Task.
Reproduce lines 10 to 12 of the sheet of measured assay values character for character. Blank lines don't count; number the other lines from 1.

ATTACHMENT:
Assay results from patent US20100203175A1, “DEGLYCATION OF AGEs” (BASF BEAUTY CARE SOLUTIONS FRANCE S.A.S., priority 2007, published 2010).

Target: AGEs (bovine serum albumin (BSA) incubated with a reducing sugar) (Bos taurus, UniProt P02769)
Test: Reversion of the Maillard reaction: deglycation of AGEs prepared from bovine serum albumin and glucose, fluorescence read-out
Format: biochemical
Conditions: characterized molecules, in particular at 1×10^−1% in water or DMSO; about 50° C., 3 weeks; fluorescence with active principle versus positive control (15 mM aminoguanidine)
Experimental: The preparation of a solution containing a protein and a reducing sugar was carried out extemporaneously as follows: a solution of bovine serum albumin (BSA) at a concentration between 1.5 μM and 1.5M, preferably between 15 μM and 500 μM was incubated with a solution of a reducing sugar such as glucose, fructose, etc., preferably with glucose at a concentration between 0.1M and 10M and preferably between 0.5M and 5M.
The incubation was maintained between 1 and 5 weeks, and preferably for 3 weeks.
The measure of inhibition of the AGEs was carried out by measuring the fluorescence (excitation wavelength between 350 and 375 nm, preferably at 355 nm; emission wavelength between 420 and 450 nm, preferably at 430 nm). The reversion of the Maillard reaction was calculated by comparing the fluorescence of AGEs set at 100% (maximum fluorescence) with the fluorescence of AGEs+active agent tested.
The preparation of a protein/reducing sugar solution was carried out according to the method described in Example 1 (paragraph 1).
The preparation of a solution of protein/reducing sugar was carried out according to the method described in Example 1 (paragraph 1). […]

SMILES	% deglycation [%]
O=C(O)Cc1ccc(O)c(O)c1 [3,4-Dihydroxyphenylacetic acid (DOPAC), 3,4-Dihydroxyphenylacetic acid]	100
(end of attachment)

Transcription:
The preparation of a solution of protein/reducing sugar was carried out according to the method described in Example 1 (paragraph 1). […]

SMILES	% deglycation [%]
O=C(O)Cc1ccc(O)c(O)c1 [3,4-Dihydroxyphenylacetic acid (DOPAC), 3,4-Dihydroxyphenylacetic acid]	100